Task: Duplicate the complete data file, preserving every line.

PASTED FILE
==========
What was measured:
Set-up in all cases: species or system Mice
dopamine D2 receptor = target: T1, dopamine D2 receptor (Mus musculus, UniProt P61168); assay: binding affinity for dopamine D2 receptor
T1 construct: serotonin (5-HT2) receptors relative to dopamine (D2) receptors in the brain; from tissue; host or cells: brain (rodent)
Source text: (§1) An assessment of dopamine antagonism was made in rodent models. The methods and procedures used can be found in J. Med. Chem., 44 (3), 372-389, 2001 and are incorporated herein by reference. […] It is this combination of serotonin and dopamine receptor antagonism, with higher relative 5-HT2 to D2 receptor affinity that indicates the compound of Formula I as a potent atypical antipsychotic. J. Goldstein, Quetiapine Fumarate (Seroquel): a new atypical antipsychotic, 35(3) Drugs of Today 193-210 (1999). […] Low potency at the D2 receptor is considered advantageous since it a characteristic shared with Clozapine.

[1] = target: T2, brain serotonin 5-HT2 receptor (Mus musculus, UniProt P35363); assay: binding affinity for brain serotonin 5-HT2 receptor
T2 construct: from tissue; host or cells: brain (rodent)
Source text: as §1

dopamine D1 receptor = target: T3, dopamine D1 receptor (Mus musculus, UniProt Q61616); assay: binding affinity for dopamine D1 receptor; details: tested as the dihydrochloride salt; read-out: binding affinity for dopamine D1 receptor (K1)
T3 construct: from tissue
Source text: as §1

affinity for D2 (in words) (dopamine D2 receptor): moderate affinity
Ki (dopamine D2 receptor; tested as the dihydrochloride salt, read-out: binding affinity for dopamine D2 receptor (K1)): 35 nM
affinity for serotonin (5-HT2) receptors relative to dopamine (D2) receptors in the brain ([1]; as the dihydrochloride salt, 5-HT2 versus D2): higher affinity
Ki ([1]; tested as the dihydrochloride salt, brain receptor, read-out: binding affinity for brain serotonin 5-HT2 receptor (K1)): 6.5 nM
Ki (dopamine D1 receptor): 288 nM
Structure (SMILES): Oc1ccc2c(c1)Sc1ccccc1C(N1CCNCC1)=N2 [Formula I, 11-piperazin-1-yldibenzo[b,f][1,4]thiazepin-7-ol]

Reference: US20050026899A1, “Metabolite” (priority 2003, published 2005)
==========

What was measured:
Set-up in all cases: species or system Mice
dopamine D2 receptor = target: T1, dopamine D2 receptor (Mus musculus, UniProt P61168); assay: binding affinity for dopamine D2 receptor
T1 construct: serotonin (5-HT2) receptors relative to dopamine (D2) receptors in the brain; from tissue; host or cells: brain (rodent)
Source text: (§1) An assessment of dopamine antagonism was made in rodent models. The methods and procedures used can be found in J. Med. Chem., 44 (3), 372-389, 2001 and are incorporated herein by reference. […] It is this combination of serotonin and dopamine receptor antagonism, with higher relative 5-HT2 to D2 receptor affinity that indicates the compound of Formula I as a potent atypical antipsychotic. J. Goldstein, Quetiapine Fumarate (Seroquel): a new atypical antipsychotic, 35(3) Drugs of Today 193-210 (1999). […] Low potency at the D2 receptor is considered advantageous since it a characteristic shared with Clozapine.

[1] = target: T2, brain serotonin 5-HT2 receptor (Mus musculus, UniProt P35363); assay: binding affinity for brain serotonin 5-HT2 receptor
T2 construct: from tissue; host or cells: brain (rodent)
Source text: as §1

dopamine D1 receptor = target: T3, dopamine D1 receptor (Mus musculus, UniProt Q61616); assay: binding affinity for dopamine D1 receptor; details: tested as the dihydrochloride salt; read-out: binding affinity for dopamine D1 receptor (K1)
T3 construct: from tissue
Source text: as §1

affinity for D2 (in words) (dopamine D2 receptor): moderate affinity
Ki (dopamine D2 receptor; tested as the dihydrochloride salt, read-out: binding affinity for dopamine D2 receptor (K1)): 35 nM
affinity for serotonin (5-HT2) receptors relative to dopamine (D2) receptors in the brain ([1]; as the dihydrochloride salt, 5-HT2 versus D2): higher affinity
Ki ([1]; tested as the dihydrochloride salt, brain receptor, read-out: binding affinity for brain serotonin 5-HT2 receptor (K1)): 6.5 nM
Ki (dopamine D1 receptor): 288 nM
Structure (SMILES): Oc1ccc2c(c1)Sc1ccccc1C(N1CCNCC1)=N2 [Formula I, 11-piperazin-1-yldibenzo[b,f][1,4]thiazepin-7-ol]

Reference: US20050026899A1, “Metabolite” (priority 2003, published 2005)